Edmonton’s mayor wants to turn the Royal Alberta Museum's former home into a national centre to celebrate indigenous heritage.
“We are a capital city in this country and yet we do not have a national institution which many of the other capital cities do,” said Mayor Don Iveson at the Canadian Urbanism Planning Summit on Saturday, the Edmonton Journal reported.
He added that it would be an excellent way to "tangibly express a commitment to reconciliation."
Iveson asked Edmonton residents for feedback on Twitter, and response was enthusiastic.
— Don Iveson (@doniveson) September 25, 2016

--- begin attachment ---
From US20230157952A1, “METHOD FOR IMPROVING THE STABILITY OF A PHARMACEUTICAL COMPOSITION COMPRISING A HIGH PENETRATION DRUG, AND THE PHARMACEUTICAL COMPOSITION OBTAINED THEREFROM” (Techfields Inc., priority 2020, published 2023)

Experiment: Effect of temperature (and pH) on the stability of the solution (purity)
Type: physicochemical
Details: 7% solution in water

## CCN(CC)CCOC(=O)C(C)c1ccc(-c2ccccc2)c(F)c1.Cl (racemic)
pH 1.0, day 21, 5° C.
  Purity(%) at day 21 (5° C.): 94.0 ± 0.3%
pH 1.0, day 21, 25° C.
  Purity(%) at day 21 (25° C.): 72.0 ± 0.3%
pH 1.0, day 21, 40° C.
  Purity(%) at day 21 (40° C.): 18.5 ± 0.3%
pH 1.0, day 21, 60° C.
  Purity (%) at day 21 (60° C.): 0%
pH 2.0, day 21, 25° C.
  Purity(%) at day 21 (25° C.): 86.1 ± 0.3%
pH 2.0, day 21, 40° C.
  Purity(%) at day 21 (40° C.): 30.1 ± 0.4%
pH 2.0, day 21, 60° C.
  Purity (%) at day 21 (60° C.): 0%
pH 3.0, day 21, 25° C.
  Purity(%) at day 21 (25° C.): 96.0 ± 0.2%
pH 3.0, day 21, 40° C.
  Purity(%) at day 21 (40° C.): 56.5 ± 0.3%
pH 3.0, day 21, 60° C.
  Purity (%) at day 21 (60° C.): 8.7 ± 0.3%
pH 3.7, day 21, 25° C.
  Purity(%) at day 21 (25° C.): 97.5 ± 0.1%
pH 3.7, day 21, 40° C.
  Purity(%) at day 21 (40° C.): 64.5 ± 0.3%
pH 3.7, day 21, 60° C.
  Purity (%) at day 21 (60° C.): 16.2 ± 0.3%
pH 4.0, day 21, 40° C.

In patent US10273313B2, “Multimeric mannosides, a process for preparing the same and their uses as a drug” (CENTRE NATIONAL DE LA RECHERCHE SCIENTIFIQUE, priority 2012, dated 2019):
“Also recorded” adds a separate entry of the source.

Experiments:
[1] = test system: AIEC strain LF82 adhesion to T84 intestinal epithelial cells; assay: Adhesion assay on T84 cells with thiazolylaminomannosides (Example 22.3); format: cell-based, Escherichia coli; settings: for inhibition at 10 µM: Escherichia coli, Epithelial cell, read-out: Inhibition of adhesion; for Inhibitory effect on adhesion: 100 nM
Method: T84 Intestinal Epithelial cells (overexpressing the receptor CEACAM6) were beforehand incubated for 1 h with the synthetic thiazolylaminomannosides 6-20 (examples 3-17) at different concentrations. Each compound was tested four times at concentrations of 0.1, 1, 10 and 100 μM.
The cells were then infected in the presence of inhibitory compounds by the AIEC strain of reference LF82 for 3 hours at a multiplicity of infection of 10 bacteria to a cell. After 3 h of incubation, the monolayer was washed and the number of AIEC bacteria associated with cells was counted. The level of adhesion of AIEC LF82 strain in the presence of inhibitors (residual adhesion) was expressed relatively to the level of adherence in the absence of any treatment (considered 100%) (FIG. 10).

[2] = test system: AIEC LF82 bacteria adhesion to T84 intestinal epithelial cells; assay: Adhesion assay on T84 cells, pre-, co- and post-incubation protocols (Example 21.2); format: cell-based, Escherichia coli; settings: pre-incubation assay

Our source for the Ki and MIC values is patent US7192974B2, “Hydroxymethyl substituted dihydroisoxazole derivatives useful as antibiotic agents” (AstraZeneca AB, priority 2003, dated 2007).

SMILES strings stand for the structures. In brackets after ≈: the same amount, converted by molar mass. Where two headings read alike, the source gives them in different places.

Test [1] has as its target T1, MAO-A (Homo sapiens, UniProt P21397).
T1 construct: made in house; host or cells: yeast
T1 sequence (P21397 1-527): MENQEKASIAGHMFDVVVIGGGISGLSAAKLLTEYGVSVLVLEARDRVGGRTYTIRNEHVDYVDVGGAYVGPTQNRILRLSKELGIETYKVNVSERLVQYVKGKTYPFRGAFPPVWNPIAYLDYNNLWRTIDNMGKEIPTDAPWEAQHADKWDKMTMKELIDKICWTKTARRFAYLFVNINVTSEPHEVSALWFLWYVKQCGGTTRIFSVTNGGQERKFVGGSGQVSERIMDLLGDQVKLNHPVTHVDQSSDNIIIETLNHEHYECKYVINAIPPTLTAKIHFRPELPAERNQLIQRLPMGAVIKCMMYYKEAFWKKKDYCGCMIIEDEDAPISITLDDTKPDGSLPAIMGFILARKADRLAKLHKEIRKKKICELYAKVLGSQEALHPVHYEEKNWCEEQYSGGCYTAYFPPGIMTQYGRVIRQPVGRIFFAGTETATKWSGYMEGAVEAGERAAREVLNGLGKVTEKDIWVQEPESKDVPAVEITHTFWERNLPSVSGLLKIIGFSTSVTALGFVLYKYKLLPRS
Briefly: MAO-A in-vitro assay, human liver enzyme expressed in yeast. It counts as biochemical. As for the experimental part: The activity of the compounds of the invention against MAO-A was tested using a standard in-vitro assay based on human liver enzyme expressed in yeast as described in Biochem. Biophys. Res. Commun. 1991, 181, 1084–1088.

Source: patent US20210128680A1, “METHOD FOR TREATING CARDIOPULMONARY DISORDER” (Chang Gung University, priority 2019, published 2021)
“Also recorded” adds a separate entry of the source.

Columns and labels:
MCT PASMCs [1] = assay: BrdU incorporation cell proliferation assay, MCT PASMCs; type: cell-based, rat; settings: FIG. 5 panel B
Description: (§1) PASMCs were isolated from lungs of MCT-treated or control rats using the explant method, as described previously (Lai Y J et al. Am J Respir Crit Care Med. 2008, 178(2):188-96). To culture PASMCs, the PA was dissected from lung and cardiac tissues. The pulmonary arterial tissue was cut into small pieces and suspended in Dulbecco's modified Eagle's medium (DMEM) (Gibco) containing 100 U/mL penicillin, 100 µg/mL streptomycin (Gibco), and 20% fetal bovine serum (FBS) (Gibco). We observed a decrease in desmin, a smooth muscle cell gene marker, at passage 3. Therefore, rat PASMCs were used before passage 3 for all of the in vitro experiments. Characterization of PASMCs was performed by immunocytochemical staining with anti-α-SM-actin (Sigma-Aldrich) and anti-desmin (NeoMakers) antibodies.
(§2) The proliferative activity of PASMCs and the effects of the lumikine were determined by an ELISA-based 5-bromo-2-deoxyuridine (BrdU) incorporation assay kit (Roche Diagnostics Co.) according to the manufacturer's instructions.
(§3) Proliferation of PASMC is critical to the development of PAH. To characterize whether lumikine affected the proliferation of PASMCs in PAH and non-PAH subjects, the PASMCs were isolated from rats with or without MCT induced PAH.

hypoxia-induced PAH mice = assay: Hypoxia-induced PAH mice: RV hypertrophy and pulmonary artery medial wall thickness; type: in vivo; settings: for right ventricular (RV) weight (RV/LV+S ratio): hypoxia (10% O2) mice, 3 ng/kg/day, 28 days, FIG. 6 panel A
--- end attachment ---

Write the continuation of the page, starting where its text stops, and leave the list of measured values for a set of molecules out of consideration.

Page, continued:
— Sonja Willier (@sonjawillier) September 25, 2016
— Robin Mazumder (@RobinMazumder) September 25, 2016
The former Royal Alberta Museum site is slowly being emptied as its collections are transferred over to the institution's new $375-million home.
The province is looking for suggestions on what to do with the former site, according to Global News.
The former site of the Royal Alberta Museum. (Photo: Royal Alberta Museum/Facebook)
One of the buildings on its grounds is Government House, where the province's lieutenant governor used to live. It was also a place where treaties between the Crown and Alberta's First Nations people were once signed.
“It is literally the home of the Crown in Alberta, so that is a reason why it might be a worthy site," Iveson told Metro News.